No trains through Charlton for next two weekends: 7-8 and 14-15 March

A train, seen on a weekday

There will be no trains through Charlton for the next two weekends as Network Rail is closing the line between Deptford and Plumstead for engineering works.

Despite the major closure, there has been little publicity about the works, which will affect fans this Saturday heading to Charlton Athletic’s match against Middlesborough – a team that traditionally brings a strong away following.

Two buses per hour will run between Lewisham and Plumstead, instead of the eight-train Saturday service and six-train Sunday timetable.

The Charlton Champion has asked Network Rail why the line is being closed and we’ll update this story when it responds. Update Wednesday: A Network Rail spokesperson would only say that the closure was “part of the Kent and South East London upgrade programme”. (see further update below)

There will be normal Jubilee line services to North Greenwich on the first weekend when the line through Greenwich is closed; however, on 14 and 15 March it will be closed between Waterloo and Stanmore, which is likely to mean a less-frequent service on the rest of the line. Docklands Light Railway services are also disrupted on 14 and 15 March, with no trains to Bank.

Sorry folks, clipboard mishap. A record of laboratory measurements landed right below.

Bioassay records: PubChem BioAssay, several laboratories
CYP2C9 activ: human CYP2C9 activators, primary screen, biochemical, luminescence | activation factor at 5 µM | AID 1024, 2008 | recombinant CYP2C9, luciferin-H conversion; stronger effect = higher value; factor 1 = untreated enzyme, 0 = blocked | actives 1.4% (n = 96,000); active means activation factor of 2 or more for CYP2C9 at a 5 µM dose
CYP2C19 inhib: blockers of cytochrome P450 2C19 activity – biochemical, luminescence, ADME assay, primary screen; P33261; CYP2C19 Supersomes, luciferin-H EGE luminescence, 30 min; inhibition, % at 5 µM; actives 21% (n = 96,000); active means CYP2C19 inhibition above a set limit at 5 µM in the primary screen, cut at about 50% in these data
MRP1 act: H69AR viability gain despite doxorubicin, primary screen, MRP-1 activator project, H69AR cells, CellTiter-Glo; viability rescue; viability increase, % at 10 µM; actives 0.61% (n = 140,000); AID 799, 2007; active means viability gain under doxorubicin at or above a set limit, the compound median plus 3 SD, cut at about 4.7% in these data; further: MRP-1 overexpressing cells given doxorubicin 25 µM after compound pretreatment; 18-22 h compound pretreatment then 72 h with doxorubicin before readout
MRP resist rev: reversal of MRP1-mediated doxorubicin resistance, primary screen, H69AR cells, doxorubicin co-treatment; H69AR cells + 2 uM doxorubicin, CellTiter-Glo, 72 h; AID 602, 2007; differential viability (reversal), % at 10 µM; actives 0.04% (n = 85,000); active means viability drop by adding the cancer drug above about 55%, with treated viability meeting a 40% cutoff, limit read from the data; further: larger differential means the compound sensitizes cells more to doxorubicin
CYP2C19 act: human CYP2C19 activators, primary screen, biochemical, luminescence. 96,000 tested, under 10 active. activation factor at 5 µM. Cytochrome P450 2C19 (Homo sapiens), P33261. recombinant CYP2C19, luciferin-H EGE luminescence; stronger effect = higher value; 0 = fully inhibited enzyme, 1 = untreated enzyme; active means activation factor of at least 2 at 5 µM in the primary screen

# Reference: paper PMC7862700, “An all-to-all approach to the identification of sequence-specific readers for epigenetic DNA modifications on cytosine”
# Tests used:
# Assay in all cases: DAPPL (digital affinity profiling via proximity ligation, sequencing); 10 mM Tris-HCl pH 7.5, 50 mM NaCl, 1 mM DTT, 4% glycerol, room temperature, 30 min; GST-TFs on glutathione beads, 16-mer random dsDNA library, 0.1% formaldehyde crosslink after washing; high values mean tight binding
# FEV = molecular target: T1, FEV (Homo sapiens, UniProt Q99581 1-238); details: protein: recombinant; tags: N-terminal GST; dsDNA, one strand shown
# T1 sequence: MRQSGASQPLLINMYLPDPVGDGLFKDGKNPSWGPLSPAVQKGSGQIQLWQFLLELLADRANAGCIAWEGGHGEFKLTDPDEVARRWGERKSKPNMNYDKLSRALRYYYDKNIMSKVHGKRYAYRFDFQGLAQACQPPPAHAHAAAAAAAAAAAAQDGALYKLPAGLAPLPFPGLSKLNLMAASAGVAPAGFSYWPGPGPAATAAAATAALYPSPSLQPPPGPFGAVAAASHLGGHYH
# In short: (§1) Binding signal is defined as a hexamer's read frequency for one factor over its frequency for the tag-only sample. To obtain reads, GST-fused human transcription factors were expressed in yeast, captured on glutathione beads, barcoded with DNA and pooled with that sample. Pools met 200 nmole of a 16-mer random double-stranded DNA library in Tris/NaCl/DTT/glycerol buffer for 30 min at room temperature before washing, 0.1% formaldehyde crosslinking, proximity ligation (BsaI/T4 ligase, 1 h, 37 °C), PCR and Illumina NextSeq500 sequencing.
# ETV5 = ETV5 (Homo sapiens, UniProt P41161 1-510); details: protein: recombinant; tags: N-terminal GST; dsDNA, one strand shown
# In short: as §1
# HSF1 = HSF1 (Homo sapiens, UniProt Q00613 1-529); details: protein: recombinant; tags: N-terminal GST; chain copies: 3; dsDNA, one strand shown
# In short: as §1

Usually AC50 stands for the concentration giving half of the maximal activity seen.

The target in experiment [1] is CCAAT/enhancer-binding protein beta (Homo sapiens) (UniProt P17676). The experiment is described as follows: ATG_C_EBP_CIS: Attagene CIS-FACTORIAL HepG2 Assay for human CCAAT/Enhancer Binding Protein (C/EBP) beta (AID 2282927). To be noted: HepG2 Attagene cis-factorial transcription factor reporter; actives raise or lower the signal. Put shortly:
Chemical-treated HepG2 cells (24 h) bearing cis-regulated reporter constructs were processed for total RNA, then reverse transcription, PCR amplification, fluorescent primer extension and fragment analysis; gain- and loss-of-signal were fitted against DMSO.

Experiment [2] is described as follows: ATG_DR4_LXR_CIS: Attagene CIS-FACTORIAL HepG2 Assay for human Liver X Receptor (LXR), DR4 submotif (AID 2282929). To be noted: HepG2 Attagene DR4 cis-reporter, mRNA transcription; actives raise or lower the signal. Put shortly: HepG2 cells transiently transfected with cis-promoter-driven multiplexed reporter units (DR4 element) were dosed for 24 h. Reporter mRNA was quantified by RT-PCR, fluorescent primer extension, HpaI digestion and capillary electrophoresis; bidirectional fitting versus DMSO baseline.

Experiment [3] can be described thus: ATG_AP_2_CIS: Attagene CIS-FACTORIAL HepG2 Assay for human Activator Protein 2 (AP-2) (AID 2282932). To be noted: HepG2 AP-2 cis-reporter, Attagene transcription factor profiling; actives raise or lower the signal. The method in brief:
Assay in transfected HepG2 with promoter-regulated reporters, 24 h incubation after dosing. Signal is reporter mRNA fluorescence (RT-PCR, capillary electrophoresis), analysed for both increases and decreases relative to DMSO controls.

Disruption will also occur on Sunday 22 March, with no trains from Charlton before 9.15am and no Thameslink trains at all scheduled to run through the station.

The closures will cap a month of weekend service reductions on the line, with Thameslink services being reduced last Sunday despite The Big Half half-marathon taking place in Greenwich.

However, Charlton passengers will escape most of the disruption at Easter, when all lines through Hither Green will be closed as part of a major signalling project.

Friday update: Network Rail belatedly sent us an update yesterday to say the works will “lay nearly a kilometre of new track, sleepers and ballast on the line”.

“The work will allow the removal of speed restrictions which have been put in place because of worn out track, helping to speed up trains, reduce delay and give passengers smoother, more reliable journeys. Closing the line during the weekend means that the work can be done safely, in less time.”

“Fiona Taylor, Route Director, Kent. Network Rail said:

“‘While infrastructure faults are down by 30 per cent on this part of the network, we know that even a minor incident in this incredibly congested area will have a major impact on the train service. That’s why our upgrade work is so important to ensuring trains run reliably.

“‘We know it’s inconvenient for passengers when we close the railway and would like to thank them for their patience while we do this important work. Most of the network is open as usual but please check your journey before travelling.'”


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